This was an interesting story (and a long read). I’m guessing this is also a bit of a Rorschach test, where you see different takeaways, depending on how you feel about the state of healthcare/insurance and government safety nets in this country. On one hand, it’s kind of ridiculous (to me) that this man got to such a place of desperation before he was able to get help. On the other hand, the reality was that he likely did have options all along to help him get the healthcare he needed; it’s just that unless you somehow get entangled in the criminal justice/mental health system, you may not have access to the people who can help with that incredibly complicated and bureaucratic process. And clearly he made many choices, over a series of years, that led indirectly to his dire situation.
If anyone wants to discuss the politics of this, feel free to tread over to the Politics section where I have made a copy of this topic. If you want to discuss the non-political aspects of this post, have at it.
thanks @Chris. Yeah I debated putting it into Politics but it just didn’t quite fit there, and I figured that’s only one of the many aspects of the story that might be of interest to people.
No worries at all, I came to the same conclusion after reading the story, and felt that we could have two places to discuss it. Lately, I haven’t been as vigilant as I should about the political discussion, heck I even commented in one thread. So this is my attempt to keep this wonderful place as civil as possible. Hope it wasn’t too heavy handed in your opinion.
One of the things I found so interesting about this story is how intertwined his mental health was with his physical health when it came to T2. I mean, he seemed to go downhill quite fast in large part because of what was essentially a psychological problem – how he processed grief. And then it just created this snowball effect that quickly got too big for him to handle. It made me think about how we handle Samson’s diabetes too. I mean, we are very focused on getting those numbers in range of course. But so much of being able to properly manage your health is about being in the right frame of mind. And it’s easy to lose site of that larger goal when you’re just focused on making sure you do the next site change or making sure the next bolus is for the right amount, etc.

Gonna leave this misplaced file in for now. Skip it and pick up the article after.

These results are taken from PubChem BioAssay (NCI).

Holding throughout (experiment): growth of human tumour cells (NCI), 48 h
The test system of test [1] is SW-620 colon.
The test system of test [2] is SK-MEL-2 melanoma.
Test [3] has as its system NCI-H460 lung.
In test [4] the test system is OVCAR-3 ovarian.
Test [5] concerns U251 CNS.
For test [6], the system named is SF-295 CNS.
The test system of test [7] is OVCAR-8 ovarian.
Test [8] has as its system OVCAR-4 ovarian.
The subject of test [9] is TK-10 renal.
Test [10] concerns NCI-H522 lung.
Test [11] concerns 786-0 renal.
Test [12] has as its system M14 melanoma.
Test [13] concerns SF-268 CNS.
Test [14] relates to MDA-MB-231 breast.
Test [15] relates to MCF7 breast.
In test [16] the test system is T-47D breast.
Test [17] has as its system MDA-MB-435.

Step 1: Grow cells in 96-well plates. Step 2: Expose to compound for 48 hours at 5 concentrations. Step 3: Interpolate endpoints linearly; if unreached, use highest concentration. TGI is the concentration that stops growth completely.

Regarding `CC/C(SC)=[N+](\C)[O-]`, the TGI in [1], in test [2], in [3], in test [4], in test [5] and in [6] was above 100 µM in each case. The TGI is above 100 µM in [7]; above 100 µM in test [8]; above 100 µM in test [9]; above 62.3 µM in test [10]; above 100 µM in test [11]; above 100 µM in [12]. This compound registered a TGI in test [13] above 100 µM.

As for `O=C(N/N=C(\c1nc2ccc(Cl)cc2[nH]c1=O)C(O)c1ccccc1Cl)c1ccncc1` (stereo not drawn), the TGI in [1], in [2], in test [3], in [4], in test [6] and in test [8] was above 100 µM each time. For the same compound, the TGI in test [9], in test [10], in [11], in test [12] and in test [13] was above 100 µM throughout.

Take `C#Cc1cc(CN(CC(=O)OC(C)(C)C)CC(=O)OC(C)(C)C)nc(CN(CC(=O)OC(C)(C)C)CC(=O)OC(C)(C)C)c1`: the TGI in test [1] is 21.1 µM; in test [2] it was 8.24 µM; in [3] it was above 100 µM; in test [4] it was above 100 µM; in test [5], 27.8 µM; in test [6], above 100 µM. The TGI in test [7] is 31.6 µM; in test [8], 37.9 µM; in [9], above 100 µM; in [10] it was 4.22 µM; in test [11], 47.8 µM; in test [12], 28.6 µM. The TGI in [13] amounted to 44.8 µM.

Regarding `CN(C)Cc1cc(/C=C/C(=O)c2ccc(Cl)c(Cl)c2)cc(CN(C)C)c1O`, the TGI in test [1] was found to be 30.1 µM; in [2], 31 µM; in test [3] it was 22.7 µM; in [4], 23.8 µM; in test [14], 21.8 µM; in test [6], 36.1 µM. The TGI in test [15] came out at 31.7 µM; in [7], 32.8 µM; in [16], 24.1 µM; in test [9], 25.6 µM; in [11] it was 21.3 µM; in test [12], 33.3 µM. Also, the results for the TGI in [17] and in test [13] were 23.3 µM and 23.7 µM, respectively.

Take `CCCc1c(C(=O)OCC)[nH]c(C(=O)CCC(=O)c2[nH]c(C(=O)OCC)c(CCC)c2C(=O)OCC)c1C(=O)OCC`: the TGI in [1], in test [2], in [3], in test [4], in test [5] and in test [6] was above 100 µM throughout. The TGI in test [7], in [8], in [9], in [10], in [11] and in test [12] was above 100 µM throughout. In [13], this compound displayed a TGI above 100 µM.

If left unchecked, or not treated sufficiently, mental acuity is impacted and vascular cognitive impairment can be the result. It makes sense to me that as your health drops, feeling no way out, that your disposition on life and your overall perspectives become more grim…the snowball continues escalating until you are on one leg, blind, robbing a bank because you just don’t care anymore.
but in this person’s case, it seems he developed T2 after a girlfriend passed away from DKA (she happened to be T1). He went into mourning where he completely withdrew from other people and was sort of just eating pizza and hotdogs all day long. So I don’t know if it’s that his mental clarity was taken from him by T2 per se. Although later on that could have affected things.
Yeah, I’m listening to the story now. Glad there’s a “let me read to you” option…because that’s far too long to read through in one or two sittings. lol
You forgot the popcorn, though. My question is…are they sure he had T2 and not T1? Twice he was checked and had significanly elevated BG’s…and they gave him “medicine” (I’m assuming some form of insulin??) when he cut his foot that he didn’t take because he “didn’t know what it was.”
Maybe he had T1 for a long time, just undiagnosed? Which led to the amputation, blindness, mental issues, etc.?
I mean, T2 can escalate very quickly; the fact that he developed foot disease and retinopathy after relatively little time with the diagnosis is actually more indicative of T2. We think of T2 as somehow “milder” than T1 because people with this disease can make their own insulin still. But in reality it has a more aggressive disease course than T1. So a person who develops T2 at 60 may live to 80 and you say “see? Not so bad, he still lived to old age.” But in reality that may mean the person had 10 or 15 years cut off from their life.
I think its possible he had symptoms and T2 long before foot infection, but not having routine physicals with dr. My dad never went in unless something was wrong or in pain.
@TiaG, you often say the most amazing things. That statement is so spot on. I haven’t read the article, but I agree with your idea about frame of mind.